In general terms, compliance with biosecurity procedures has been found to be incomplete in different studies (Delpont, et al., 2020; Dorea, et al., 2010; Gelaude, et al., 2014; Limbergen, et al., 2017). In one study (Racicot, et al., 2011) used hidden cameras, to asses biosecurity compliance in Quebec, Canada and found 44 different biosecurity fails made by 114 individuals (farm workers and visitors) in the participating poultry farms, over the course of 4 weeks; in average four mistakes were made per visit. The most frequent mistakes were ignoring the delimitation between dirty and clean areas, not changing boots, and not washing hands at the entrance of the barns; these three mistakes were committed in more than 60% of the occasions, regardless of being farm employees or visitors. These are frequent breaches not only of those farms in Quebec but found frequently in many animal production units around the world and have a high probability of causing the entrance and spread of pathogens.

How to create a high biosecurity culture: start now!

Creating, applying, and maintaining a biosecurity culture is the most effective way to make sure that compliance of the biosecurity program and procedures is high on the farm. Decreasing, therefore, the probability of entrance and spread of pathogens, reducing the use of antimicrobials, and maintaining animal health. Some actions are recommended in order to achieve a high biosecurity culture:

1.      Name an accountable person

Every operation should have a biosecurity coordinator who is accountable for developing, implementing, and maintaining the biosecurity program.

This important position should be appointed having in mind that certain personality traits may facilitate performance and execution of the labor (Delabbio, 2006; Racicot, et al., 2012; Laanen, et al., 2014; Delpont, et al., 2020) such as responsibility, orientation to action, and being able to handle complexity. Additionally, expertise – years working in the industry y- and orientation to learn are strategic (Racicot, et al., 2012).

2.      Set the environment

When the farm layout is not facilitating biosecurity, compliance is low (Delabbio, 2006), thus the workspace should facilitate biosecurity workflows and at the same time make them hard to ignore (Racicot, et al., 2011).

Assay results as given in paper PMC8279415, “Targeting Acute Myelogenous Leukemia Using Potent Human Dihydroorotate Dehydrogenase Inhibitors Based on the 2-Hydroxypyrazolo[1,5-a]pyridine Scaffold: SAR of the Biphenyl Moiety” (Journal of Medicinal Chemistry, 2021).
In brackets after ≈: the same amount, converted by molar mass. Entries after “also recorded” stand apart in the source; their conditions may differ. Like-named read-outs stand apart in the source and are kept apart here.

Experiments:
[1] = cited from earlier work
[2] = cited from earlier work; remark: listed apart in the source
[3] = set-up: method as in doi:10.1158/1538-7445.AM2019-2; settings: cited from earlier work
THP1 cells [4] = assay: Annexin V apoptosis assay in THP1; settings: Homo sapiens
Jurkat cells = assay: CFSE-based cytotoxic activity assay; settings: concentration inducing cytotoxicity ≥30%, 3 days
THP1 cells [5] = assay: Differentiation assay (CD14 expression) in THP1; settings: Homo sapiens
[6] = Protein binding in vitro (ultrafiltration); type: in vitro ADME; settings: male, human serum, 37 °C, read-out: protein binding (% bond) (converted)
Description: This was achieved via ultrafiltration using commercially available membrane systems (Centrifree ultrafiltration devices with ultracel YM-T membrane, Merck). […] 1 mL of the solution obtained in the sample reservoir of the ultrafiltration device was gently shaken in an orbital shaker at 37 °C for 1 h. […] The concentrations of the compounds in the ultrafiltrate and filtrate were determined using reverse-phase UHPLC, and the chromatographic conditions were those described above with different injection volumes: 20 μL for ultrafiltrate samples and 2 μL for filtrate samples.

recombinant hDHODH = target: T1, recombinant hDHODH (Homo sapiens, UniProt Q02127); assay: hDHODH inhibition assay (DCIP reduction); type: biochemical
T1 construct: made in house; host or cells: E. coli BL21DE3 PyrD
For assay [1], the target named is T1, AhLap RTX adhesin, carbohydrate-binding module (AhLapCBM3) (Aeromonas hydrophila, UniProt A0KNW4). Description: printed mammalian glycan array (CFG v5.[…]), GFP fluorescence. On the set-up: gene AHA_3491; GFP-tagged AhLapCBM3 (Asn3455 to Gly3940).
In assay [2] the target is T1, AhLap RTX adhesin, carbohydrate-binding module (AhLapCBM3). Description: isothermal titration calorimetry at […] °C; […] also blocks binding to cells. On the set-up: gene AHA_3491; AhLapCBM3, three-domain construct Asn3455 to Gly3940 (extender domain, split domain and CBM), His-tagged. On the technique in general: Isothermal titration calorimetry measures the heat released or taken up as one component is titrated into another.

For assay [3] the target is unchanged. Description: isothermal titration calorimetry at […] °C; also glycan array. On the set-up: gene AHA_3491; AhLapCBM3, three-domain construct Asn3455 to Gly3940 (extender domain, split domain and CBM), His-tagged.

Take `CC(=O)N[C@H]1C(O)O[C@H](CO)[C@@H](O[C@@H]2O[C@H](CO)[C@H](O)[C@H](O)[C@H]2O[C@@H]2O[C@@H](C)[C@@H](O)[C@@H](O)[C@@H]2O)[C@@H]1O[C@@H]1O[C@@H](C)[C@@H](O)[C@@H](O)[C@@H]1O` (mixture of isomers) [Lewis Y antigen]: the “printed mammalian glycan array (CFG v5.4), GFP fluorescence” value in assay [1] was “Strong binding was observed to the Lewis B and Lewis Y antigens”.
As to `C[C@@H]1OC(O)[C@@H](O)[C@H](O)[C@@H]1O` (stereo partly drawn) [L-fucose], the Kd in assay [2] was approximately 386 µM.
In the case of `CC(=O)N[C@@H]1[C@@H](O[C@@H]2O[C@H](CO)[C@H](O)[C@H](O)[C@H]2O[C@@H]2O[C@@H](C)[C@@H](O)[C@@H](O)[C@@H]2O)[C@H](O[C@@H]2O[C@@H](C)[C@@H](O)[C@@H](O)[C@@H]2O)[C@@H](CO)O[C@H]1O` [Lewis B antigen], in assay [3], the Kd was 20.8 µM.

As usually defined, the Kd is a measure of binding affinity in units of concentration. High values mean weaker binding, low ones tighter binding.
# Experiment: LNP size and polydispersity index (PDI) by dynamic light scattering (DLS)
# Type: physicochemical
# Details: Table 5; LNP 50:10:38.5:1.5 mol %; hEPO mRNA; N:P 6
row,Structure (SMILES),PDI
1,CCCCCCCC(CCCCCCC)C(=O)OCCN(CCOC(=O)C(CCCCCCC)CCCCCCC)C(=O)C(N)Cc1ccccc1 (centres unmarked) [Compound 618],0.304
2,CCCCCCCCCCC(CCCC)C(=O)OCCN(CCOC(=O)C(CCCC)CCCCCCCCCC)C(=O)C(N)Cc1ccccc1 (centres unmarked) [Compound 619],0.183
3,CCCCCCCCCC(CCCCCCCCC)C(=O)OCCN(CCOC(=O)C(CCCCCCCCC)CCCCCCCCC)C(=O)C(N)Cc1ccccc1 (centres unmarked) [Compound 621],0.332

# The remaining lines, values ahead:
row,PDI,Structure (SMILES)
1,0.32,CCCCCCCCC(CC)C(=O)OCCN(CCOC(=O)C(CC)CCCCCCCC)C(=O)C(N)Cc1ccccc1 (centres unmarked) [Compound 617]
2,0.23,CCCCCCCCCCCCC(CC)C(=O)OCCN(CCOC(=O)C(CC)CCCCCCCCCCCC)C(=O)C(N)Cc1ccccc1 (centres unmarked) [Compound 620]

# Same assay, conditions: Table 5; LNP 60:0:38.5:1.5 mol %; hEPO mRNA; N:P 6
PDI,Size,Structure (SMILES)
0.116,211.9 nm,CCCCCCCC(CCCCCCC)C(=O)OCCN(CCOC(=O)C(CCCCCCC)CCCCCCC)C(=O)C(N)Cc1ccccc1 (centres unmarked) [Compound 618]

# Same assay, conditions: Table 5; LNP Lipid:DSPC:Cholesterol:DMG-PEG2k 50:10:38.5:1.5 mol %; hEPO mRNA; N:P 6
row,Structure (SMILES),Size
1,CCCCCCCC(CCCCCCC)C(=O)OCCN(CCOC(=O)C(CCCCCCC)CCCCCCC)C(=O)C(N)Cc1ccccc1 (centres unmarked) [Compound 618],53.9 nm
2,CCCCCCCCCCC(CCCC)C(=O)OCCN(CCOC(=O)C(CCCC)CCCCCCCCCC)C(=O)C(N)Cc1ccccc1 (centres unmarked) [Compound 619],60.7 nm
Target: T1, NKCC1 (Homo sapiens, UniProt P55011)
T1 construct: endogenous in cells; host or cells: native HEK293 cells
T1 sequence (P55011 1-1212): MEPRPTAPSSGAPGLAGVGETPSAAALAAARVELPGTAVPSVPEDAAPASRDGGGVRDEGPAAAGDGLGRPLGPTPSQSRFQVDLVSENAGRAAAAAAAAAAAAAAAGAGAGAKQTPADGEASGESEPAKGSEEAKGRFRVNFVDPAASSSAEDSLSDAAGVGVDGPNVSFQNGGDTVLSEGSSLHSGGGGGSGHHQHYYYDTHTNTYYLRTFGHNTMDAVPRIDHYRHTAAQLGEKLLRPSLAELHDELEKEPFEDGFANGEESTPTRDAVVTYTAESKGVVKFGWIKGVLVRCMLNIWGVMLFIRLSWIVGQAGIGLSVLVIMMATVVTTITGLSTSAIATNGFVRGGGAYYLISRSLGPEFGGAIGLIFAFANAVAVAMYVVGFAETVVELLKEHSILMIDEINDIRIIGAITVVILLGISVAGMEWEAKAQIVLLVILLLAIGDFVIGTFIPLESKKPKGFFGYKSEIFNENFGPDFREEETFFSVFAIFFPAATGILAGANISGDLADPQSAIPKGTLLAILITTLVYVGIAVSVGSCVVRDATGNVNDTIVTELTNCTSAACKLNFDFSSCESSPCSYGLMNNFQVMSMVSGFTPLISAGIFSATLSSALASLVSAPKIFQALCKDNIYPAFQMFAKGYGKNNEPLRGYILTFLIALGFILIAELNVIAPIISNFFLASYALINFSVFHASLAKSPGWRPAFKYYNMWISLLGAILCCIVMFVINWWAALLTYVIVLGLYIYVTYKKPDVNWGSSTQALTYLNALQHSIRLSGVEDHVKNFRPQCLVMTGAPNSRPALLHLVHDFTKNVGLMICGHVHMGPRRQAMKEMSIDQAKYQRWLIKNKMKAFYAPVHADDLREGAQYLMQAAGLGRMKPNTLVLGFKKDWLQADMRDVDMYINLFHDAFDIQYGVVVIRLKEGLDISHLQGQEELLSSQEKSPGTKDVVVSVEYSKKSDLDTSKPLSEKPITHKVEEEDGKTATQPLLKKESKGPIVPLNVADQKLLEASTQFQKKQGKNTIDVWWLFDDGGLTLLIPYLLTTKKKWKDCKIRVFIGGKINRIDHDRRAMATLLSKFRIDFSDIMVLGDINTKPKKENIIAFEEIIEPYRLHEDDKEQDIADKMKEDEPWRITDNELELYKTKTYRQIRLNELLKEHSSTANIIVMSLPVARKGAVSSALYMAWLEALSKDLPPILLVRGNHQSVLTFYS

3.      Allow participation

It is important to mention that not only the management and the biosecurity coordinator are responsible for designing and improving biosecurity procedures. Biosecurity practices must be owned by all the farm workers and should be the social norm.

The annual or biannual revision of biosecurity measures should be done together with the farm staff. This not only serves the purpose of assessing compliance but also allows the personnel to suggest measures addressing existing -often overlooked– gaps, and to be frank about procedures that are not followed and the reasons for it. At the same time, participation increases accountability and responsibility for the biosecurity program.

4.      Train for learning

Don’t take knowledge for granted. Even when a person has experience in farm work and has been working in the industry for several years, their understanding and comprehension around biosecurity may have gaps.

People are more likely to do something when they see evidence of the activity’s benefit. Therefore, if workers are told about the effectiveness of the practices, showing the benefits of biosecurity and analyzing the consequences of non-compliance, they are most likely to follow the procedures (Dewulf, et al., 2018). Knowledge of disease threats and symptoms also improves on-farm biosecurity (Dorea, et al., 2010), thus workers should recognize the first symptoms of disease in animals and act upon them.

Discussion of ‘What if…?’ scenarios to gain an understanding of the key aspects of farm biosecurity should be held on a regular basis. Workers should see examples of the benefits of compliance – and risks of noncompliance – as part of their training.

5.      Lead by example

A high biosecurity culture requires everyone to comply regardless of status.

Personnel practice of biosecurity procedures is not only affected by the availability of resources and training, but also by the position that management takes on biosecurity and the feedback provided. The management and owners must transmit a message of commitment to the farm personnel, owning and following biosecurity practices, procedures and protocols, giving positive and negative feedback on the personnel’s compliance, supplying information on farm performance and relating it with biosecurity compliance and ensuring adequate resources for the practice of biosecurity (Delabbio, 2006).